San Dimas hoe-down rocks fair

Assistant dean supports student programs

Experts extol secrets of dorm decor

On the Calendar

San Dimas hoe-down rocks fair
Posted Sept. 22, 2006
Sergio Sandoval
Children and adults enjoyed panning for gold as part of San Dimas Day at the Los Angeles County Fair on Sept. 15. Volunteer Jason Maloney from Life Pacific Bible College in San Dimas helped 8-year-old Michael Kelly and 5-year-old Alijah Shaut find gold during the community expo.

Rick Montañez
Staff Writer

Many upper level classes teach students the art of creating the perfect resume and writing a unique and catchy cover letter.

However, what many classes fail to teach students is what may or may not be acceptable attire for a job interview.

“You cannot always dress for the interview the same way you would dress for the job,” said Gale Sorensen, a part time career counselor at the University of La Verne.

Many times it would be better to wear business attire rather than jeans and a T-shirt.

Even if it is an informal work environment, you would not make an impression.

“You can’t wear a Yankees jersey to Fenway (Park),” said Doug Green, a senior business major.

“Unfortunately, in the world of interviewing, there is nothing that confines you to a style of dress,” he added.

Senior religion major Zach Lord agreed.

“Each interview has its own dress code,” Lord said.

Sorensen said you have to know what you are going after. You would not want to dress in a suit to an interview at In-N-Out or Hollister.

If you are going for a job at an accounting firm, a suit is a must. But for other jobs, something simpler is fine.

“I just look to see if they are dressed neat,” said Rob Rios, store manager for In-N-Out in La Verne. “A suit would overdo it, but nice jeans and a clean shirt would work.”

If you apply at a restaurant, like McDonalds or In-N-Out, you might just want to wear a collared shirt and dress pants or jeans.

Sorensen said it also depends on whether the job is part-time or full-time.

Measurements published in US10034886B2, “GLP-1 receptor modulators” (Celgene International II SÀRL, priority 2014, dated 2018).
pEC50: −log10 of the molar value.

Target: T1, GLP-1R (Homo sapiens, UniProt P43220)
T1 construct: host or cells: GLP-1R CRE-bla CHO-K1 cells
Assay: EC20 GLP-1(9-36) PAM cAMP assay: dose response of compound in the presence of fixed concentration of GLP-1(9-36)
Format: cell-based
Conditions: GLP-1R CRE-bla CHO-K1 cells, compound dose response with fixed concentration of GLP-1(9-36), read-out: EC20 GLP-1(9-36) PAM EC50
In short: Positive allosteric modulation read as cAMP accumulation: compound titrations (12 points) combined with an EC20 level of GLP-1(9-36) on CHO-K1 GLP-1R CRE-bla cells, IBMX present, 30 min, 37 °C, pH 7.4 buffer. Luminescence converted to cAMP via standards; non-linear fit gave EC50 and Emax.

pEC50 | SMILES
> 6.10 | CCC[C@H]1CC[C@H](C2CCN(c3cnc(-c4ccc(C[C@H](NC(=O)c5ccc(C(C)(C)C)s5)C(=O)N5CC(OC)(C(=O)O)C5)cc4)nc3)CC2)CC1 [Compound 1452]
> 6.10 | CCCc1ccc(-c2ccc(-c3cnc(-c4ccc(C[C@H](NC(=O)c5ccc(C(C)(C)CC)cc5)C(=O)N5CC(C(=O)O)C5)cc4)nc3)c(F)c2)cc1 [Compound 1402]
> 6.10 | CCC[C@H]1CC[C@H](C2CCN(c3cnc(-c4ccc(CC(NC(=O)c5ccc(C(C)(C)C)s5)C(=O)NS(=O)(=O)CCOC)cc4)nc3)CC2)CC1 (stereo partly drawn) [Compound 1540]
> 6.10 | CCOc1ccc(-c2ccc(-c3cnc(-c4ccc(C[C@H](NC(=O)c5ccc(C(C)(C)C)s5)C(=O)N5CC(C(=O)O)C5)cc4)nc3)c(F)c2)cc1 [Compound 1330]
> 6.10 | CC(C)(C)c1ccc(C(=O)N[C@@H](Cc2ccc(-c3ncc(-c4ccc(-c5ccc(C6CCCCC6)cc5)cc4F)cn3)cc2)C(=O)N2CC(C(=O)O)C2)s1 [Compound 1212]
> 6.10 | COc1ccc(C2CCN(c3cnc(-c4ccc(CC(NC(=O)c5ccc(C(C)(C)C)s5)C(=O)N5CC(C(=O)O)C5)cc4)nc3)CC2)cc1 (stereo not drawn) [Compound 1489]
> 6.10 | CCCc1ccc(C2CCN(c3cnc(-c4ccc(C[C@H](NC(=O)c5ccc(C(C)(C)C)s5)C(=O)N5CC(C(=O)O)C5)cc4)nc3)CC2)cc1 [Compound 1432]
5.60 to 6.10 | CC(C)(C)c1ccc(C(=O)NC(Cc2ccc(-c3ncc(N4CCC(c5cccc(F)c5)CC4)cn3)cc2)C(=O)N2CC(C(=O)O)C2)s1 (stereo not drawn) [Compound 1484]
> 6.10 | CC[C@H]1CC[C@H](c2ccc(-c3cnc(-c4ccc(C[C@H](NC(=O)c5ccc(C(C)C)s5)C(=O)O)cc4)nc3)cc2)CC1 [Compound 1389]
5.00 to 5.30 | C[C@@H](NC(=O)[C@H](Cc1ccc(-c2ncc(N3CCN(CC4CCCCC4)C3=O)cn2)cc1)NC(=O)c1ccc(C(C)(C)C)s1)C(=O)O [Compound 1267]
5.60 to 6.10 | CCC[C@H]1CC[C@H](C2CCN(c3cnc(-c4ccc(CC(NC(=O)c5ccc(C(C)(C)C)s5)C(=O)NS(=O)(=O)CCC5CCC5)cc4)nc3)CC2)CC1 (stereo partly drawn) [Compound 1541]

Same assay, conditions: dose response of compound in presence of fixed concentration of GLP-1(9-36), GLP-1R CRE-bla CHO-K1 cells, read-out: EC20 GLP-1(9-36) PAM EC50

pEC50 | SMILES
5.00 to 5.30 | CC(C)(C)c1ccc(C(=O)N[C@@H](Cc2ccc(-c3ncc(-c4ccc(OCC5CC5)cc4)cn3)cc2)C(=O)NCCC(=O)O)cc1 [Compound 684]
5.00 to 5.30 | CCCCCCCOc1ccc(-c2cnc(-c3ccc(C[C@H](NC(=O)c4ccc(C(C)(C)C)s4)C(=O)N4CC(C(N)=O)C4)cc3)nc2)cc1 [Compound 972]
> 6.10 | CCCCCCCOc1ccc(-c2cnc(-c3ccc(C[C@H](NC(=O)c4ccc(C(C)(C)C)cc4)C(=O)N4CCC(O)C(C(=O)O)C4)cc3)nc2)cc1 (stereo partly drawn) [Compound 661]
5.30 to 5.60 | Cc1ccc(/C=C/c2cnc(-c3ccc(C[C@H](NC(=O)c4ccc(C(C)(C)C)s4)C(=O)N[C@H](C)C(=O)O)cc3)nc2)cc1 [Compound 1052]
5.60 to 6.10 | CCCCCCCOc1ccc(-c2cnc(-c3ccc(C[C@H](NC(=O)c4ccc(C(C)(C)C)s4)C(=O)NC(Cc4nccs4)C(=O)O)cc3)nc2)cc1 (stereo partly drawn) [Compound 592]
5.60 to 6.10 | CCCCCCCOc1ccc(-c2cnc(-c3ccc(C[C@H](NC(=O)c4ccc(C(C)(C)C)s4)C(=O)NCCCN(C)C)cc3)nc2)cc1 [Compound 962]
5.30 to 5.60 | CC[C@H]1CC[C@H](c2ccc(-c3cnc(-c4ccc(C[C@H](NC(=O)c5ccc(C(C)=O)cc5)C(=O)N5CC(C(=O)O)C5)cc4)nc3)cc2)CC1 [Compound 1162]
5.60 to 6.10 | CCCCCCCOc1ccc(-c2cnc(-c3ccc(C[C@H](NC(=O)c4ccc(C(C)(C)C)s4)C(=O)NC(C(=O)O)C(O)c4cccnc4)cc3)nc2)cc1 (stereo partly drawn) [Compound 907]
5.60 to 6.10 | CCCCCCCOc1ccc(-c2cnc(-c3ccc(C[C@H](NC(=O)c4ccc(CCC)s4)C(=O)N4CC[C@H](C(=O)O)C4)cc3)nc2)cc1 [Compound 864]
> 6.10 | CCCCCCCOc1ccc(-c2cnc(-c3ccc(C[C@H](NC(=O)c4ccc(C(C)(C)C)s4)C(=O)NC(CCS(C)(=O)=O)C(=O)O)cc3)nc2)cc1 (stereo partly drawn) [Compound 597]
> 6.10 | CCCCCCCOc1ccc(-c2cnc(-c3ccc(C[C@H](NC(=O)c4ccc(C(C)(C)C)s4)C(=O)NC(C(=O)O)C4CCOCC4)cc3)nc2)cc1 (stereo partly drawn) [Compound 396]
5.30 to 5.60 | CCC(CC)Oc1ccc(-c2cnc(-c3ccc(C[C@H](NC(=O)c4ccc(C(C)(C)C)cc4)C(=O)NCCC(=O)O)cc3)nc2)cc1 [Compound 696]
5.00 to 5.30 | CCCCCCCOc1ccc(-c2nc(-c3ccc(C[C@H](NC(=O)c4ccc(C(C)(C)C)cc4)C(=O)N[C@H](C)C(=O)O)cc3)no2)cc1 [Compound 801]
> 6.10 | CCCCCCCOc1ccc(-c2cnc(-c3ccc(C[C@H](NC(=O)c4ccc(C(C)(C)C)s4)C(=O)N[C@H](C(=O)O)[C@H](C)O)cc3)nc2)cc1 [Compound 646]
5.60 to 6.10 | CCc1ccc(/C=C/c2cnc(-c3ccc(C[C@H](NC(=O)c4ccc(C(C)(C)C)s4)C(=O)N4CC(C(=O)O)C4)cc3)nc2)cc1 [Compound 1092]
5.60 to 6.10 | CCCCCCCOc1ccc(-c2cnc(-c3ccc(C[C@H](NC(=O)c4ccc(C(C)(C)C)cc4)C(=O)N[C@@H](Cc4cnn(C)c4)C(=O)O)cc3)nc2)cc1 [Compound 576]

“You need to know your industry,” Sorensen added.

Dressing to the job is showing that you understand the job and that you know the ropes of starting and working your way up.

You want to show up looking polished. Being polished is not just dealing with the physical appearance.

You also want to research the company or job that you are going after.
If an employer sees that you know a lot about the company, then you may benefit more.

“I would never show up wearing a short skirt or anything too revealing,” said Sophia Ornales, a senior business major. “But I guess that would work if I was going for a job at Hooters.”

Sorensen said students do not usually come in worrying about their attire for an interview.

“I guess the word is out on the street,” Sorensen said.

Despite not being taught the dress code in classes, many students already know.

“I have mostly talked about it with my friends and people in the industry,” said Ben de Ayora, a senior television broadcasting major.

Dressing with the right colors is also key.

If a color does not go well with your skin tone and does not compliment you, you should stay away from it.

So, if you know blue is your color, then use it.

Power colors – blues and reds – are huge in the business world.

For women, you do not want to be too revealing.

For men, you want to look professional, like you know how to present yourself.

It is better to be overly conservative than overly sloppy.

Rick Montañez can be reached at

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